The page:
- In a recent Experian study, it was found that digital coupons have a healthy open rate of 14%; they increase unique clicks by 34%; they improve transaction completion by 27%; and they add over 47% in revenue to an email marketing campaign.
The Ecommerce Growth Timeline
While ecommerce had been growing since the dotcom boom in the early 90s, but was subsequently curtailed briefly when a lot of tech, ecommerce and marketplace startups failed during that decade, its real surge wouldn’t take hold until early in the 2000’s. That’s when things began really heating up in the ecommerce oven, and most experts agree that 2008 was the benchmark year that the cookies were finally done.
2008 Set New Benchmarks
The U.S. Census Bureau reports that during 2008, ecommerce was the fastest growing industry in their “E Stats” report. It specifically notes that transactions between merchant wholesalers and manufacturers accounted for 92% of all growth. Think: big online store stocks up its warehouses from big manufacturer and then sells the wares to the consumer online.
But manufacturers claimed the biggest slice of the e-retail pie during this period, accounting for $2.154 billion or 39% of all shipments that were made. Take a look at the chart below, courtesy of the U.S. Census Bureau, for more clarity.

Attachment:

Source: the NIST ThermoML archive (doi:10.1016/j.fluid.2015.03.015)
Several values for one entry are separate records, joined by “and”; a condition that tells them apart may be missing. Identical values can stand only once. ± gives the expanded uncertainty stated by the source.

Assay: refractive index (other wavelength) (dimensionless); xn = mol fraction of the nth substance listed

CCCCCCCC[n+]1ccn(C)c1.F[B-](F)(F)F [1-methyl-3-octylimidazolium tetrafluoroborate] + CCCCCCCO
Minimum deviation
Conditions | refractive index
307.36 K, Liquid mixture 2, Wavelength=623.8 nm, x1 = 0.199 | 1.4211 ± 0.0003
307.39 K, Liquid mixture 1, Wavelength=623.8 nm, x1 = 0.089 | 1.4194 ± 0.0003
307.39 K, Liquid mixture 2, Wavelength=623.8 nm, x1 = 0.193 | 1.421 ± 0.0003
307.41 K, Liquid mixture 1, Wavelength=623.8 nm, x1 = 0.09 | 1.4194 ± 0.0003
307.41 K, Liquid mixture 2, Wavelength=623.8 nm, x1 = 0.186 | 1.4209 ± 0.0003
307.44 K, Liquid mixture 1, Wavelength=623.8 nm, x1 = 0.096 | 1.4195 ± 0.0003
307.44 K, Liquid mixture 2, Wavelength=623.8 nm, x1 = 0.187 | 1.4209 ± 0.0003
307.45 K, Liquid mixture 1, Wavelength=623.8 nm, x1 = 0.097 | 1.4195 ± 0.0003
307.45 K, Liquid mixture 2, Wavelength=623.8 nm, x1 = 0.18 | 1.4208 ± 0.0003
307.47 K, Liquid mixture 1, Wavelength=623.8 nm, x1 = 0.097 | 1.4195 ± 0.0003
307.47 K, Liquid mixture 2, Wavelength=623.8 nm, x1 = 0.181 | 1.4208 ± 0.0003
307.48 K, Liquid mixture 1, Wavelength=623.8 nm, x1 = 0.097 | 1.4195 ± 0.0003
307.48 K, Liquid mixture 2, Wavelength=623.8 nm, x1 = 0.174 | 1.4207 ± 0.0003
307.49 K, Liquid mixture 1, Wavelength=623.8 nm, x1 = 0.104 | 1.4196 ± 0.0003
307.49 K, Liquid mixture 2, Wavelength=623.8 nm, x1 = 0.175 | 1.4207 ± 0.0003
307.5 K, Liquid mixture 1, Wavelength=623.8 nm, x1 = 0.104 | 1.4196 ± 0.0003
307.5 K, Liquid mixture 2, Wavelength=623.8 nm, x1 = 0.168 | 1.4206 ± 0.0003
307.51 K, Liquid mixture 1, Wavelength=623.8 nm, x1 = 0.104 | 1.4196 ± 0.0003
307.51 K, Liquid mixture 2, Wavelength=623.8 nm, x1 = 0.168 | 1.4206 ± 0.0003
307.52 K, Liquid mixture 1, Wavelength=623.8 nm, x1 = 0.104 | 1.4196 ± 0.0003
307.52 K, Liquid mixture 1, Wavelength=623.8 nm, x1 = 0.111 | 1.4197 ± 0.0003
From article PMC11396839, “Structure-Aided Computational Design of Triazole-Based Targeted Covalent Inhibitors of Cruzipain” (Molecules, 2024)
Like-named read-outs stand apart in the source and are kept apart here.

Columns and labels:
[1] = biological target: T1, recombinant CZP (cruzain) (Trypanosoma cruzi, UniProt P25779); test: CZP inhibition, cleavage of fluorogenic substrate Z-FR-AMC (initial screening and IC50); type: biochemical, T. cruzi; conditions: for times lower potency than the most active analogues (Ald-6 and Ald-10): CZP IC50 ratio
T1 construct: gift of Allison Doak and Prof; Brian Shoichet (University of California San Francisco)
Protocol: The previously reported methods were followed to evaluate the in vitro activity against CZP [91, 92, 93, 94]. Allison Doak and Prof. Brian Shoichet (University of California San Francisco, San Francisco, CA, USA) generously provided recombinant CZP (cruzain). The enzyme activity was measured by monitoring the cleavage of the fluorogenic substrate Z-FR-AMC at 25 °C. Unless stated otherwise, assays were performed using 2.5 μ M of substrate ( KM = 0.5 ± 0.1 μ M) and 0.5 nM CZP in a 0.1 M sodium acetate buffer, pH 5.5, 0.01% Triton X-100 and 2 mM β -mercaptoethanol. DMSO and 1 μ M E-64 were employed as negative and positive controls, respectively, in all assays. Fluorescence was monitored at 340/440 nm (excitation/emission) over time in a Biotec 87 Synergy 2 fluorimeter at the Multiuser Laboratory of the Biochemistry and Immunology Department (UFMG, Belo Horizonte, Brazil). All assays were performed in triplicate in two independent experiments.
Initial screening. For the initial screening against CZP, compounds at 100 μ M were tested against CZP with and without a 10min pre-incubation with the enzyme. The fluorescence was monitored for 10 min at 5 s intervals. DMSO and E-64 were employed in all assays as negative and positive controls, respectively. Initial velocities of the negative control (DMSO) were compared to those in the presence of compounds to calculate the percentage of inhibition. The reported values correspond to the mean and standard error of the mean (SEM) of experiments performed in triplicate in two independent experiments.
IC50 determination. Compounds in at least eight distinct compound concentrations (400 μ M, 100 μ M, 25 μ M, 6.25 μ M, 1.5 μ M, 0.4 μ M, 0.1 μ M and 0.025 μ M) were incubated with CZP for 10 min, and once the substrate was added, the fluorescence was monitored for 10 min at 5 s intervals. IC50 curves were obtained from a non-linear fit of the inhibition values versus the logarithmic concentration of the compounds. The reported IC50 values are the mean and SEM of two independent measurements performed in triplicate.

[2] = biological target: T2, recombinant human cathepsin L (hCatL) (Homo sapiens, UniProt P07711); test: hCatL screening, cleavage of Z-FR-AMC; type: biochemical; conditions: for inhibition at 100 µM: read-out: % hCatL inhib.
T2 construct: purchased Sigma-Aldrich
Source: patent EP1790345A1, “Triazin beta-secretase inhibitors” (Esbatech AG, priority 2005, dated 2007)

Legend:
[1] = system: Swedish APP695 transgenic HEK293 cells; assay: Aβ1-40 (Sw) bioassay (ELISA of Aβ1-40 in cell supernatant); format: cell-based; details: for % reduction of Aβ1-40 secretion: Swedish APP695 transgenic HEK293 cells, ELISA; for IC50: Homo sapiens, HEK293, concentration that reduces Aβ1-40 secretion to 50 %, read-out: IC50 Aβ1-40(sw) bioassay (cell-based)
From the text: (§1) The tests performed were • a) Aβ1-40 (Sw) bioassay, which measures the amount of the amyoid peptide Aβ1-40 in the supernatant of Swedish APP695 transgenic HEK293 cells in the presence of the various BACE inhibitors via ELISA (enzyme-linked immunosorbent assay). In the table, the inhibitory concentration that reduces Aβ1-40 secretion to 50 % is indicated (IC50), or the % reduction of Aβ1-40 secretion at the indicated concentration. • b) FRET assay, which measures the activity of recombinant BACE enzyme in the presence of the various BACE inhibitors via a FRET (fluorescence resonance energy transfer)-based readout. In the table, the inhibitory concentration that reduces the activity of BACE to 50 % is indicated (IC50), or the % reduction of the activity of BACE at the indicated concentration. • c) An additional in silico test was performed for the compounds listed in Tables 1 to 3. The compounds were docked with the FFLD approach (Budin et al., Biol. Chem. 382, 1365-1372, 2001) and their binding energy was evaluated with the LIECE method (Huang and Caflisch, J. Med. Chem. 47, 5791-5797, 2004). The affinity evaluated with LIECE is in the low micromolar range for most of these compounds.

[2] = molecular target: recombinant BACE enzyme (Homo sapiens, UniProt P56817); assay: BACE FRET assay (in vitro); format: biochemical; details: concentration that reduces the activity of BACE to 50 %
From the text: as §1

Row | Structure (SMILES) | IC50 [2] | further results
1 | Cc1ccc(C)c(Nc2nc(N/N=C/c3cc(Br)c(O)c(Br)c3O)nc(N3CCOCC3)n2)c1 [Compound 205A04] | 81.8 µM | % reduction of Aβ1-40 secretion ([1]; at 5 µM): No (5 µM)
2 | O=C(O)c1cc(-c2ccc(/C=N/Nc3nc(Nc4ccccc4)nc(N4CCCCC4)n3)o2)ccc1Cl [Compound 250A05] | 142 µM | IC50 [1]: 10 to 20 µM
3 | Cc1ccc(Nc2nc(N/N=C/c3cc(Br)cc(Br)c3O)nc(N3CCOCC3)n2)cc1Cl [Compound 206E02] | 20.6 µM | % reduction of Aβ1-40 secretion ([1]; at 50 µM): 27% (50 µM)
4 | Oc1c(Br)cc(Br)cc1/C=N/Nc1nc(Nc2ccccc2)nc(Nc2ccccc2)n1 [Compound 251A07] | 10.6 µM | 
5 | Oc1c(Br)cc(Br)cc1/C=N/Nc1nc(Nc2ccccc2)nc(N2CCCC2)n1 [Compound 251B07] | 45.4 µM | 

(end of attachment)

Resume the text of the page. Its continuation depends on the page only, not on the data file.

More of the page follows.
2009-2010 Broke All Records
While 2008 was a landmark year, it paled in comparison to what was yet to come. According to the U.S. Census Bureau, ecommerce once again grew faster than any other sectors in its annual “E Stats” report. Manufacturers and merchants were once again the top breed for revenue, with manufacturers and wholesalers accounting for over 90% of all ecommerce revenue.
Retailers in ecommerce saw their sales increase sharply from the years prior, too, to the tune of 16.3%. Ecommerce finally got its feet wet and created a little, teeny, tiny dot on the retail map for itself, now measuring at approximately 4.4% of all retail sales in the U.S. In 2009, ecommerce was raking in $145 billion in annual sales; but just a year later, it was pulling in $169 billion.
2012-2014 Set the Bar High
Most recently, the years 2012-2014 were enormous for ecommerce, and represent the most interesting of all online shopping statistics to date. The year 2012 saw ecommerce break a number that it had never neared before, the ubiquitous one-trillion marker.
Year over year, from 2011 to 2012, ecommerce grew by a staggering and impressive 21.1%, according to E Marketer. This massive growth helped it finally breach $1 trillion, with an equally as impressive 18.3% in growth following it in 2013, helping it drive over $1.298 trillion in worldwide sales.
This unparalleled growth wouldn’t stop soon, either. Findings by the U.S. Census Bureau show that Americans spent $78 billion during the third quarter of 2014, as compared to just $67.1 billion during the third quarter of 2013. This healthy number also rounded out ecommerce’s increasing stake in retail sales. In all, e-retail grew from being just 5.9% of U.S. retail to 6.6%, representing a substantial gain year over year.
Online Shopping Trends & Predictions